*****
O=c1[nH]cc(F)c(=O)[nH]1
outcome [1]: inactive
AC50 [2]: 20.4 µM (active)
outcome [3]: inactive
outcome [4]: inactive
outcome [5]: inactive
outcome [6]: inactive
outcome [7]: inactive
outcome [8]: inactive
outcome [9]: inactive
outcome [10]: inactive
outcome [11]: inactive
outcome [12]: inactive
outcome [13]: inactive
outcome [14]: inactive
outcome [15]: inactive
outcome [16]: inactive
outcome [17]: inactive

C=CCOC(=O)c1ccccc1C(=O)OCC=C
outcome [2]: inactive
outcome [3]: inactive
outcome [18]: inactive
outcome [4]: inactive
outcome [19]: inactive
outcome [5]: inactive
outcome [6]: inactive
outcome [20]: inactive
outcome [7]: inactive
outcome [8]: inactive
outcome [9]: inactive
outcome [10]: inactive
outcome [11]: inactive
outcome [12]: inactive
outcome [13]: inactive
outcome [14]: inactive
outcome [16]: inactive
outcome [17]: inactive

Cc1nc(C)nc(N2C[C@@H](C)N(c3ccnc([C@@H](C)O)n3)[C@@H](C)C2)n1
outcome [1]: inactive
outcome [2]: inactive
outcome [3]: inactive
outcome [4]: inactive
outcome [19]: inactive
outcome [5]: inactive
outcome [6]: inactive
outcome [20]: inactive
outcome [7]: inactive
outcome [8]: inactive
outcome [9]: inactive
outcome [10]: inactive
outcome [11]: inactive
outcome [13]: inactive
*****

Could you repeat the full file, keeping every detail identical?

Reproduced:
O=c1[nH]cc(F)c(=O)[nH]1
outcome [1]: inactive
AC50 [2]: 20.4 µM (active)
outcome [3]: inactive
outcome [4]: inactive
outcome [5]: inactive
outcome [6]: inactive
outcome [7]: inactive
outcome [8]: inactive
outcome [9]: inactive
outcome [10]: inactive
outcome [11]: inactive
outcome [12]: inactive
outcome [13]: inactive
outcome [14]: inactive
outcome [15]: inactive
outcome [16]: inactive
outcome [17]: inactive

C=CCOC(=O)c1ccccc1C(=O)OCC=C
outcome [2]: inactive
outcome [3]: inactive
outcome [18]: inactive
outcome [4]: inactive
outcome [19]: inactive
outcome [5]: inactive
outcome [6]: inactive
outcome [20]: inactive
outcome [7]: inactive
outcome [8]: inactive
outcome [9]: inactive
outcome [10]: inactive
outcome [11]: inactive
outcome [12]: inactive
outcome [13]: inactive
outcome [14]: inactive
outcome [16]: inactive
outcome [17]: inactive

Cc1nc(C)nc(N2C[C@@H](C)N(c3ccnc([C@@H](C)O)n3)[C@@H](C)C2)n1
outcome [1]: inactive
outcome [2]: inactive
outcome [3]: inactive
outcome [4]: inactive
outcome [19]: inactive
outcome [5]: inactive
outcome [6]: inactive
outcome [20]: inactive
outcome [7]: inactive
outcome [8]: inactive
outcome [9]: inactive
outcome [10]: inactive
outcome [11]: inactive
outcome [13]: inactive